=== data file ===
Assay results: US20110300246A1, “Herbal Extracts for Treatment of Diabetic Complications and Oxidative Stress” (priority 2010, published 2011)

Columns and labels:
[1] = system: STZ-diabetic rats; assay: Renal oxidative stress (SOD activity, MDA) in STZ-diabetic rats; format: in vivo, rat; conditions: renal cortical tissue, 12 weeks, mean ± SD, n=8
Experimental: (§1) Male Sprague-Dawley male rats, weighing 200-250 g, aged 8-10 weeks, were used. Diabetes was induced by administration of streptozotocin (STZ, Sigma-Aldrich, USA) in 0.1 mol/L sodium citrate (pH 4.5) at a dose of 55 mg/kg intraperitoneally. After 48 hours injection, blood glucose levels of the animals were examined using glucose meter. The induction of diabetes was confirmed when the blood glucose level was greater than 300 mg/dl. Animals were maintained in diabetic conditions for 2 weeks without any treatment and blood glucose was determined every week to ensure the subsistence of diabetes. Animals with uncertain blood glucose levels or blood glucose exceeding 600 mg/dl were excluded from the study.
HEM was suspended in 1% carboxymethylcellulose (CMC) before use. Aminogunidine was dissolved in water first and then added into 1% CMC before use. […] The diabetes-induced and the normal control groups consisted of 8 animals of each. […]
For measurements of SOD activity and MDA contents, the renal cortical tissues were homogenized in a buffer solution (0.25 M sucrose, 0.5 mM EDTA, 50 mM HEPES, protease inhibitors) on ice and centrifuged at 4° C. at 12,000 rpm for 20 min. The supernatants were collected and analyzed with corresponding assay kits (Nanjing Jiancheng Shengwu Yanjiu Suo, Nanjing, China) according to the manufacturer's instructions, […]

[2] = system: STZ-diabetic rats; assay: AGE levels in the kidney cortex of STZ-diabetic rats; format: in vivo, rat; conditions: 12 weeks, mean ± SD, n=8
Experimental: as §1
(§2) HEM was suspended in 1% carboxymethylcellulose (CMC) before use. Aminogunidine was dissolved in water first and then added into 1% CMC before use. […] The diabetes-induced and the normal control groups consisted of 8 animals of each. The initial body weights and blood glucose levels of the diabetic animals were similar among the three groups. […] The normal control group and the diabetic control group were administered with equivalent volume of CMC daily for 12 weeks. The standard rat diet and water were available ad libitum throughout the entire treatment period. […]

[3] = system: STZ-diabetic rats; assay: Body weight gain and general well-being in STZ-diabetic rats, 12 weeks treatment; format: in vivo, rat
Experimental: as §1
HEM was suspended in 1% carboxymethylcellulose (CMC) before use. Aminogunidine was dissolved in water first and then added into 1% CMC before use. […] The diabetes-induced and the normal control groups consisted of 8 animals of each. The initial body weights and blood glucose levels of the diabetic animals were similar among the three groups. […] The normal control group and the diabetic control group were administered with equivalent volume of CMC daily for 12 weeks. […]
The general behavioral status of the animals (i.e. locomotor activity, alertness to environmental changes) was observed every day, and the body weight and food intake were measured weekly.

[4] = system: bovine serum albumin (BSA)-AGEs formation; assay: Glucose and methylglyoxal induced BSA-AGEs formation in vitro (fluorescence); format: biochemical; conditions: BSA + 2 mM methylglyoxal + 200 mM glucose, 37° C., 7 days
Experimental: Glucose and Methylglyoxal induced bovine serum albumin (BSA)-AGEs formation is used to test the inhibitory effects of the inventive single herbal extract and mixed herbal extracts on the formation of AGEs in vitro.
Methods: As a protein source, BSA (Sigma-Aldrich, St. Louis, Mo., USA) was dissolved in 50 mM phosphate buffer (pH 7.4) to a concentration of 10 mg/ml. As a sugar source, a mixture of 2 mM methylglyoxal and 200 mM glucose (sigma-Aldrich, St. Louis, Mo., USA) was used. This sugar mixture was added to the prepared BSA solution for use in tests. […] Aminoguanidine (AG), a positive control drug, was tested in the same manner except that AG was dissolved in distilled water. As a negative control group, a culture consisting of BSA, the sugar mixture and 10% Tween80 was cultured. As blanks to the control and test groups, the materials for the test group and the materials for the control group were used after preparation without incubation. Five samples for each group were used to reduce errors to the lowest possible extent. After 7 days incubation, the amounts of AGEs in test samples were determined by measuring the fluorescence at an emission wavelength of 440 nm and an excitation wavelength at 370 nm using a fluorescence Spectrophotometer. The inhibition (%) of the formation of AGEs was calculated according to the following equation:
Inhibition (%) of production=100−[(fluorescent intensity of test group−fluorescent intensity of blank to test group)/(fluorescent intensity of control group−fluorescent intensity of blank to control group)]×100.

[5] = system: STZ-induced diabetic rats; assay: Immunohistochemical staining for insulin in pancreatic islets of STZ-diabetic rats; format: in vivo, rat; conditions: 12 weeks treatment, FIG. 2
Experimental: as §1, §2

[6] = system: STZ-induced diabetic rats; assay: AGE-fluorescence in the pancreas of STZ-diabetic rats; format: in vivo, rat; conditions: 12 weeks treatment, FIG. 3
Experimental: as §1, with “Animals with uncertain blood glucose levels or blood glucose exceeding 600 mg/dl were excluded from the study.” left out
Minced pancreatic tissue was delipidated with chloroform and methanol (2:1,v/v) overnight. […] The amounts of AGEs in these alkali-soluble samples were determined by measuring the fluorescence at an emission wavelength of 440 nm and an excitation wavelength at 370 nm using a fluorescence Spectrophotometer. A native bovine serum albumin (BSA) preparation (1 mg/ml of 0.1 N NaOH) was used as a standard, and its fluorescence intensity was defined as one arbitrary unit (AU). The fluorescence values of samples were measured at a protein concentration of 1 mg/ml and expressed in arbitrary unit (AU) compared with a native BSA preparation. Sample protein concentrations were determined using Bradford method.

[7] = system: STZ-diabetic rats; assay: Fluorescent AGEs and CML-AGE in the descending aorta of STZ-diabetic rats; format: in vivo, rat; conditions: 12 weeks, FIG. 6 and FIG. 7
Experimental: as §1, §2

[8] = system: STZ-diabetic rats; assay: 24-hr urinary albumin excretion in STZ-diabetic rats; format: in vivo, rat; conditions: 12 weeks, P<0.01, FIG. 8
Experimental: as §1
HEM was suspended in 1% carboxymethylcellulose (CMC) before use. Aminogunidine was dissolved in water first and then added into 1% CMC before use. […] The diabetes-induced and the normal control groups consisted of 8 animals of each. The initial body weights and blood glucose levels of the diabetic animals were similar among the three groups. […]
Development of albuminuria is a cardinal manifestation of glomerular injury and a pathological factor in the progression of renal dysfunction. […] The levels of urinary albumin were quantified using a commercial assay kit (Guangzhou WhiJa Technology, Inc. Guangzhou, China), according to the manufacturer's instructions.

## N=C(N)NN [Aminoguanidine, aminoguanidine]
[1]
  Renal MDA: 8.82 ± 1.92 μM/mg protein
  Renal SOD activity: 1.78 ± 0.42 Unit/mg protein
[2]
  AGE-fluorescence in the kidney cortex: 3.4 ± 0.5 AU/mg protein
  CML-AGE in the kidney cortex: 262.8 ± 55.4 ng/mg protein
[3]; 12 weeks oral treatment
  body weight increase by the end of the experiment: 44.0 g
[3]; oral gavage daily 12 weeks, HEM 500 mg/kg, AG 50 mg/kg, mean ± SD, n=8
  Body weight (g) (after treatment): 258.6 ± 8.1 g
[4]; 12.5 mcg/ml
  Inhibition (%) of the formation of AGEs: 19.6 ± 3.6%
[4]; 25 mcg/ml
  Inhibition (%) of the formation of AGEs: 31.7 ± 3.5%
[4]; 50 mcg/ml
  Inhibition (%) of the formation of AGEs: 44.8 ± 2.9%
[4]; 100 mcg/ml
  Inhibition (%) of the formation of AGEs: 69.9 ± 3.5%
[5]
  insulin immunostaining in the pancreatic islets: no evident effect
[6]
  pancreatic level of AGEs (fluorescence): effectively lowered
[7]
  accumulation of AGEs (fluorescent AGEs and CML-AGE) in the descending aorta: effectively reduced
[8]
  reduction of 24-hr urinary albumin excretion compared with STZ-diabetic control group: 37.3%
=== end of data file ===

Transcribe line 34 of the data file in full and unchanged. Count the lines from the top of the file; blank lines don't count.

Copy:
  AGE-fluorescence in the kidney cortex: 3.4 ± 0.5 AU/mg protein